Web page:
The H-1B cap electronic registration process was not without problems, but overall it seems to have functioned and served its purpose—or, perhaps more accurately, its flaws were overshadowed by the all-encompassing concerns for the pandemic this spring throughout the United States. H-1B cap cases are in process now and employers should be hearing more in the coming weeks on whether the administration has once again tightened adjudication standards.

The new Form I-944 did face a court challenge, but the Trump administration has prevailed (so far) and Form I-944 now must be submitted with all I-485 adjustment of status applications. Form I-944 is intense and burdensome. (Some might say this is a feature, not a bug.) Form I-944 is an 18-page form with 15 pages of detailed instructions. The form covers a wide range of issues, seeking information on an immigrant’s income, assets, debts, credit score/credit rating, history of public benefits (if any), health insurance, education, language ability, and skills, among other things. This new form has been required since February and as of July 4, very few (if any) I-485 applications supported by Form I-944 have actually been adjudicated. The second half of this year will tell us much more about how USCIS will interpret Form I-944.

The most recent policy development, as of early July, is the June 22 White House proclamation limiting work visas. The proclamation implicates nearly all new H-1B, H-2B, J-1, and L-1 visas through the end of this calendar year. The Trump administration’s theory is that with the U.S. unemployment rate so high, foreign workers should not be admitted into the country to compete with the domestic workforce. While there are some narrow (and ill-defined) exceptions to the June 22 proclamation, it will prove to be a major challenge for employers in a wide range of industries for the rest of the year.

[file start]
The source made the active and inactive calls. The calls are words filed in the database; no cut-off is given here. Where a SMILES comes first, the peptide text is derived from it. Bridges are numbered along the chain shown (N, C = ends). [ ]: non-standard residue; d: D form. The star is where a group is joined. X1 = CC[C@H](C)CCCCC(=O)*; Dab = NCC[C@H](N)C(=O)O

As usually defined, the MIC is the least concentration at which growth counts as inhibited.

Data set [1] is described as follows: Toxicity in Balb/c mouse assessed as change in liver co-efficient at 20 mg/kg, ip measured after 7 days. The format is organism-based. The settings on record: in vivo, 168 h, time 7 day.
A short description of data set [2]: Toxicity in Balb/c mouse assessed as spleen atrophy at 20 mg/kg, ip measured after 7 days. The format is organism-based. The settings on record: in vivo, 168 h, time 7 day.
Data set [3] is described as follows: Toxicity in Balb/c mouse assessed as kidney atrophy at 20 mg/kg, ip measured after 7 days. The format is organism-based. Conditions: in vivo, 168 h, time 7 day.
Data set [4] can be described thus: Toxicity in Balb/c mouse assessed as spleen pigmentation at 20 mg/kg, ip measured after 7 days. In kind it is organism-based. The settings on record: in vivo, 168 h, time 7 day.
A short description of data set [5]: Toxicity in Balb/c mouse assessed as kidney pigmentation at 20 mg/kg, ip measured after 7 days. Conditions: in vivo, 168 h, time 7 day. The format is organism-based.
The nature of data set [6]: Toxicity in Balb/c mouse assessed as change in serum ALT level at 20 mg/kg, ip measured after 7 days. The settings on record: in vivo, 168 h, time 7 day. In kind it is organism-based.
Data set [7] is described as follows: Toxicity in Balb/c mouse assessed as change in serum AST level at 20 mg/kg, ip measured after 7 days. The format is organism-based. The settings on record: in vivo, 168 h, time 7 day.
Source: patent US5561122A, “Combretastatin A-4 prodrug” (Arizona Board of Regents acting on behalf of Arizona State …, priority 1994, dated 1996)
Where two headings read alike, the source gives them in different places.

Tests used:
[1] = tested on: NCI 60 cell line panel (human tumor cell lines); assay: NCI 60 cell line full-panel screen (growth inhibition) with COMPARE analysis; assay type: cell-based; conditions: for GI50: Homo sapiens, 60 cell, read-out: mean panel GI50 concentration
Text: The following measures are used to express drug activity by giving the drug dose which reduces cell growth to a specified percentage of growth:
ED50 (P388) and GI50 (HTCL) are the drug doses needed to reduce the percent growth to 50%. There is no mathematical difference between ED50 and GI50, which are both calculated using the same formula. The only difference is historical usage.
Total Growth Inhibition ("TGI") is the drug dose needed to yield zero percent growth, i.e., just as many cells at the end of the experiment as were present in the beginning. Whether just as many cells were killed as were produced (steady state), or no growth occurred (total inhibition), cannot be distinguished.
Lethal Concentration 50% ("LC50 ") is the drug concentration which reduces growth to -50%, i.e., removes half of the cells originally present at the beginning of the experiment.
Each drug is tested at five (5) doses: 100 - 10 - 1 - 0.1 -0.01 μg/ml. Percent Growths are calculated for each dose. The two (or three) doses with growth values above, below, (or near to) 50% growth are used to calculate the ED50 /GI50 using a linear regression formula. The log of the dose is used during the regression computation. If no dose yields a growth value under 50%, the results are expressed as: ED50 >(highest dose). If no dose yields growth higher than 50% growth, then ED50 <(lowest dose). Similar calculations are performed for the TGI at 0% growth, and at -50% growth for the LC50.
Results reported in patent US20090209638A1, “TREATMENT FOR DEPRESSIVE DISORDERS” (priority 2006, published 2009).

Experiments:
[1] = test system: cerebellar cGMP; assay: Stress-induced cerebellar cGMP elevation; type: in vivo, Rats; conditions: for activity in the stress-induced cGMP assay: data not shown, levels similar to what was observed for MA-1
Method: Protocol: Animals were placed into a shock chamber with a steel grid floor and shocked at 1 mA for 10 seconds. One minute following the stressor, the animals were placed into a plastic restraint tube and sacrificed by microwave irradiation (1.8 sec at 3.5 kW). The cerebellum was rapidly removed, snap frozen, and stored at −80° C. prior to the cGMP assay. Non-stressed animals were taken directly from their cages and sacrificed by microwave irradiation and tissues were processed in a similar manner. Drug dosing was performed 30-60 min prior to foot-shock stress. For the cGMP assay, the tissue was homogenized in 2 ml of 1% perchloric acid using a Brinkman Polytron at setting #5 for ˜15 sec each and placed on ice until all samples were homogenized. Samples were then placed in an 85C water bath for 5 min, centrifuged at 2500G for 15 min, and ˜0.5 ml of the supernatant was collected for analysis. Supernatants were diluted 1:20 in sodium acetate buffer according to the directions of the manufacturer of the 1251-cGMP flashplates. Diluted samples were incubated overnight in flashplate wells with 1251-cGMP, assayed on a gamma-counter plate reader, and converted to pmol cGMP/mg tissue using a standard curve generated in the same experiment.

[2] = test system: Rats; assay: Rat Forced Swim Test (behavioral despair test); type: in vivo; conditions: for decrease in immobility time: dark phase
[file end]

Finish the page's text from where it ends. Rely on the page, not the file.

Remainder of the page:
The role of courts

Plaintiffs challenging the Trump administration have been active in the courts this year. Perhaps the most high profile U.S. immigration law case potentially involving employers was the DACA case, DHS v. Regents of the University of California, in which the U.S. Supreme Court ruled 5-4 that DACA should remain in place as the Trump administration failed to comply with the appropriate rulemaking to end the DACA program.

In the more narrow area of H-1Bs, a class action lawsuit, ITServe Alliance v. Cissna, was settled favorably for the plaintiffs. The settlement led to an important USCIS policy memorandum on June 17 that creates more certainty for H-1B petitioners (employers) on the issues of third party placement and employer/employee relationships. Specifically, the June 17 memorandum rescinded USCIS policy guidance on third party placements going back to 2010 and also rescinded a contracts and itinerary requirement created by USCIS in February 2018.

While the ITServe Alliance class action provided positive visibility on some issues, H-1B employers still face challenges on the administration’s novel interpretations of what constitutes a “specialty occupation,” including the aggressive use of the U.S. Department of Labor’s Occupational Outlook Handbook (OOH) to designate some positions as not eligible for H-1B classification. Individual, single-plaintiff lawsuits have made progress and pushed back on the “specialty occupation” issue and there is one class action pending for market research analysts, but it remains to be seen whether USCIS will back down from its recent approach to what constitutes a specialty occupation.